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No. 18 Creighton Takeaways: Donovan Clingan is back with a vengeance

The sophomore big man had missed four weeks with a foot injury but came in off the bench for his first action and immediately made a difference.

Ian Bethune

No. 1 UConn men’s basketball announced its return to the top of the polls in a big way, holding on to the belt with a beat-down of No. 18 Creighton, 62-48, at Gampel Pavilion on Wednesday. It was a big defensive performance, as the Bluejays were at 0.76 points per possession and their 48 points were the fewest allowed to a Big East opponent since Butler on Dec. 17, 2022.

Donovan Clingan makes this team elite

Shawn McGrath: Donovan Clingan played 16 minutes on Wednesday, finishing with six points, five rebounds, and two blocks, but his influence on the game was apparent from the moment he entered.

Creighton was looking for him on both ends of the floor and in the 2:36 he was in the game for his first burst, he was a plus-nine as part of a 14-2 run that began before he entered. The complexion of the game changed, as it was tied at 12-12 and the Huskies were up nine when he left.

Samson Johnson has been a serviceable replacement over the past five games while Clingan returned from injury, but he had stretches of inconsistent play and also ran into some foul trouble. While it helped that this stretch included contests against DePaul and Georgetown, the Huskies still held it together and showed why they’re one of the best teams in the country. Clingan’s return cements their place as a national title contender.

Dan Madigan: It is really amazing how much Clingan impacts the game just by being on the court. His wingspan and size almost immediately shut down the paint and forced Creighton to shoot even more threes that were not falling. He helped work with Samson Johnson to largely negate Ryan Kalkbrenner, who had 11 points and eight rebounds but never had a truly easy look around the rim. Johnson did a good job holding down the fort, but it’s clear how important Clingan is to this team. After holding Creighton to just 0.77 points per possession, UConn’s defensive efficiency shot up in KenPom from the mid-40s to 33. As Clingan progresses to playing a full load of minutes, that ranking should continue to climb inside the top 20 like it was when the Huskies started the season.

Another day, another Cam Spencer GIFt

Patrick Martin: Just a reminder that Andy Katz didn’t have Cam Spencer as a top-10 transfer in the offseason. Neither did Jeff Borzello at ESPN. Both did rank Utah State transfer Steven Ashworth — 25% from three, a +/- of -4 last night — higher though, so there’s that!

All of Hurley’s portal imports have been hits, with Tristen Newton still the best because of the title and two years with the program, including everything he’s doing right now. And we all enjoyed the Joey California days. But as far as one-year, grad transfers, and spiritual fit? It feels like Spencer’s been here for all four years.

It reminds me of the Good Will Hunting scene with Minnie Driver’s character, who laments to Will Hunting: “It’s not fair. I’ve been here for four years, and I only just found you.”

Spencer is UConn’s leading scorer, paces the Big East in three-point percentage, and is sixth (!) in the conference in field goal percentage. His Evan Miya Offensive Bayesian Performance Rating is 15th in the country, his Regularized Adjusted Plus-Minus (RAPM) is ninth, and he’s the nation’s best “fifth” option.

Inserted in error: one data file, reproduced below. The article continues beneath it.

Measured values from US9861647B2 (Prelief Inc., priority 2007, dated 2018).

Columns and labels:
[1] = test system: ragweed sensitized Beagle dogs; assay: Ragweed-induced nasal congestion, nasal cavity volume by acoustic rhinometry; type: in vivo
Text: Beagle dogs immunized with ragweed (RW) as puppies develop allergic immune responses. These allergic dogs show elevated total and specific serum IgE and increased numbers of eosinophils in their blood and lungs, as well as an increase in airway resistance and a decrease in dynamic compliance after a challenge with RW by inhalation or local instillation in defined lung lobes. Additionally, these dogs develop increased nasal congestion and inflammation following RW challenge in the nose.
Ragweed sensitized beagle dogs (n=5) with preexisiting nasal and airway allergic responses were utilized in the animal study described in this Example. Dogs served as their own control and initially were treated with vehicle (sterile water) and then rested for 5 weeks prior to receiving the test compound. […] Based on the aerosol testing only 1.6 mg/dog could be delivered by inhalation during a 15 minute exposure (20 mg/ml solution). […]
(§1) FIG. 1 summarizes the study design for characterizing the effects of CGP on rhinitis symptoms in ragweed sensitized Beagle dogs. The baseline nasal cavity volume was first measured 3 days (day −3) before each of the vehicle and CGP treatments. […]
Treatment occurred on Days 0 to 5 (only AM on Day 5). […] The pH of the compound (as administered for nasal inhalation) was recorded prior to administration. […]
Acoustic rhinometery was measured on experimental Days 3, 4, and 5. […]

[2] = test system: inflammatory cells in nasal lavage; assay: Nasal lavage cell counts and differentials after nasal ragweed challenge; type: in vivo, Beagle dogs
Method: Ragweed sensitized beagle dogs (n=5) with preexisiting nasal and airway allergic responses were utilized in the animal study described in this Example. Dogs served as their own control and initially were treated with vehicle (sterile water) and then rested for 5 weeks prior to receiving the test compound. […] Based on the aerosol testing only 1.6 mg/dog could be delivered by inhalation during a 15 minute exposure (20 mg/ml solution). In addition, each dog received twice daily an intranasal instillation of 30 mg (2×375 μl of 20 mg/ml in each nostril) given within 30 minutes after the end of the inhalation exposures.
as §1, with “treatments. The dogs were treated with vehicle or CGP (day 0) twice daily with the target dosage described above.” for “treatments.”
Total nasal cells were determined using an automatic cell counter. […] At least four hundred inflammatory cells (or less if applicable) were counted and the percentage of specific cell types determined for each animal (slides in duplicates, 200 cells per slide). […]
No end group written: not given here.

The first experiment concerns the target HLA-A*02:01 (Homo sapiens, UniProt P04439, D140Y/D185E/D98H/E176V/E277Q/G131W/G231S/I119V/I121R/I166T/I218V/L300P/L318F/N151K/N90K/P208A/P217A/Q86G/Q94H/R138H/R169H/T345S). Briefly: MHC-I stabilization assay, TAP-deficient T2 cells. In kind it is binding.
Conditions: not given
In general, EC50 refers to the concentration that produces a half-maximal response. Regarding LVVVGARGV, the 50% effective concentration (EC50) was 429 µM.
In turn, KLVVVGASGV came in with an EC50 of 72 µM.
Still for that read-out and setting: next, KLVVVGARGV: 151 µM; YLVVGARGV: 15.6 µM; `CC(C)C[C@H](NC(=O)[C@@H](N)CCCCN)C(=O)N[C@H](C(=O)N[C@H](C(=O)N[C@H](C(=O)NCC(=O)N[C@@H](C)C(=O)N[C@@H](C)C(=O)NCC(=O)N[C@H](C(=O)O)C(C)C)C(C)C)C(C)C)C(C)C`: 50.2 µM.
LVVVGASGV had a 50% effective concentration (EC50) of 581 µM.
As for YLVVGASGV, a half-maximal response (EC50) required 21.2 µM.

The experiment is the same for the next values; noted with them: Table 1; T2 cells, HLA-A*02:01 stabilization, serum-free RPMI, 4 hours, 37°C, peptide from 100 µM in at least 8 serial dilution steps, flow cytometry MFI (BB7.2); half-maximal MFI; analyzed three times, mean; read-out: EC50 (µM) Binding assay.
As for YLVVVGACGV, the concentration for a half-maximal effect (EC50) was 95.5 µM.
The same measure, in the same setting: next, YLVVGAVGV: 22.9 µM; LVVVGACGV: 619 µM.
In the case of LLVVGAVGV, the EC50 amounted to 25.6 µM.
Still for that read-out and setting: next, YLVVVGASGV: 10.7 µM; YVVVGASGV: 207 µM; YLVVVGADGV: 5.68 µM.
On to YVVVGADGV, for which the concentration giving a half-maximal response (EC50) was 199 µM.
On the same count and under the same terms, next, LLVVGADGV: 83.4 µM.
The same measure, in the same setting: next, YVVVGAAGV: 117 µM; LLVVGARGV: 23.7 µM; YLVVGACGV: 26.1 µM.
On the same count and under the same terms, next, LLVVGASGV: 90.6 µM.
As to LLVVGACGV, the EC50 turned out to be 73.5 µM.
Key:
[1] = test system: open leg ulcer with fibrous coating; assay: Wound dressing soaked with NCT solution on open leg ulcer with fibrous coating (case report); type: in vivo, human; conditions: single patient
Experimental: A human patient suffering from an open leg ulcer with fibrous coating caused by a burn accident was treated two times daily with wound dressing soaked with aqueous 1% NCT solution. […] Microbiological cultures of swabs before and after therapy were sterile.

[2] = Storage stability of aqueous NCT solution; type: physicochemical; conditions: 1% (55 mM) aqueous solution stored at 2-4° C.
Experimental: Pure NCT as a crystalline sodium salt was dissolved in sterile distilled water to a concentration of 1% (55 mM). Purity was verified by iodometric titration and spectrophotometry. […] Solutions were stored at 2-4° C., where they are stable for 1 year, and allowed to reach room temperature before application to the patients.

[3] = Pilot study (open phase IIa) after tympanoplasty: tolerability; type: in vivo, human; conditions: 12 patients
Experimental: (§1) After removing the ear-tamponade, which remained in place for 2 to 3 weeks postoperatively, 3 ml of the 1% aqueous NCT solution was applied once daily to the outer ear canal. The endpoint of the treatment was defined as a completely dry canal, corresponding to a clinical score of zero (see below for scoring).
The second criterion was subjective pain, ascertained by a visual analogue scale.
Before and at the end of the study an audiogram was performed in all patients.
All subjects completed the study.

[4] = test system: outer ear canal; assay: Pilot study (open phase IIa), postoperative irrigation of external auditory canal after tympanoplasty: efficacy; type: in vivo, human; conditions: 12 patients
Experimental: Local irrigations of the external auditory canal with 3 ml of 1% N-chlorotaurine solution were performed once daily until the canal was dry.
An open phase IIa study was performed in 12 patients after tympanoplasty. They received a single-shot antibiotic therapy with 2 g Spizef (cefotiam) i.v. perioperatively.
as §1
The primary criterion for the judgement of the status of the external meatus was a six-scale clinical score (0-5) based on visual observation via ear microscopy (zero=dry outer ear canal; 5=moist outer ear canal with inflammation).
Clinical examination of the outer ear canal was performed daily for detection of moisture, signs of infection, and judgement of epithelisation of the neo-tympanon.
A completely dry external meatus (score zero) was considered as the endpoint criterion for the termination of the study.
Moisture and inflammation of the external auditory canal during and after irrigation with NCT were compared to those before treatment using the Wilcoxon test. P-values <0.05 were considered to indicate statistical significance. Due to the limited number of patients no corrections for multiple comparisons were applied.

It was Spencer’s eight straight points in two minutes last night in the first half that gave the Huskies their first bit of separation, and you can bet that Hurley felt a lot more comfortable running Clingan out there with that cushion.

And I mean, come on, this GIF. He is an extension of Hurley on the court and it’s a joy to watch.

Madigan: Spencer is just a perfect fit inside of this complex offense and culturally, where his firecracker demeanor is certainly embraced by Dan Hurley, the team, and its fans. It’s very impressive to see him consistently run off screens, always make the extra pass, and show some improvement on the defensive end that has enabled him to be on the floor for as long as he wants to be.

Big game Tristen

Madigan: No one loves a big game more than Tristen Newton. After struggling (by his standards) in the past few games, Newton came up big with a masterful 16-point, eight-rebound, five-assist performance against the Bluejays. The former ECU transfer is now just the second player in UConn history with 250 points, 100 rebounds, and 100 assists through the team’s first 18 games, joining Shabazz Napier’s legendary 2013-14 season.

When UConn has needed a big-time performance, Newton has always delivered this season. He’s averaging 17.5 points against teams in the top 25 of KenPom and put together the best single-game performance of the season with his 31-point effort on the road in the loss to Kansas. The Huskies are blessed this year with a multitude of offensive weapons between the likes of Alex Karaban, Spencer, and Clingan, but Newton is the engine that makes this offense go, and this team will go as far as he can take them.

Goodman: Anyone doubting Tristen Newton’s greatness continues to make them look silly. While Clingan’s game impact is apparent, Newton is still the team's most important player. Castle has all the ability in the world but he’s not ready to fully be the guy and that’s where it’s so helpful having a senior leader like Newton that you can rely on to take some of the pressure off and let Castle develop at your own pace. He scores a lot whether his shot is on or not, and he’s a consistent facilitator and glass-cleaner, leading the team in assists and rebounds per game.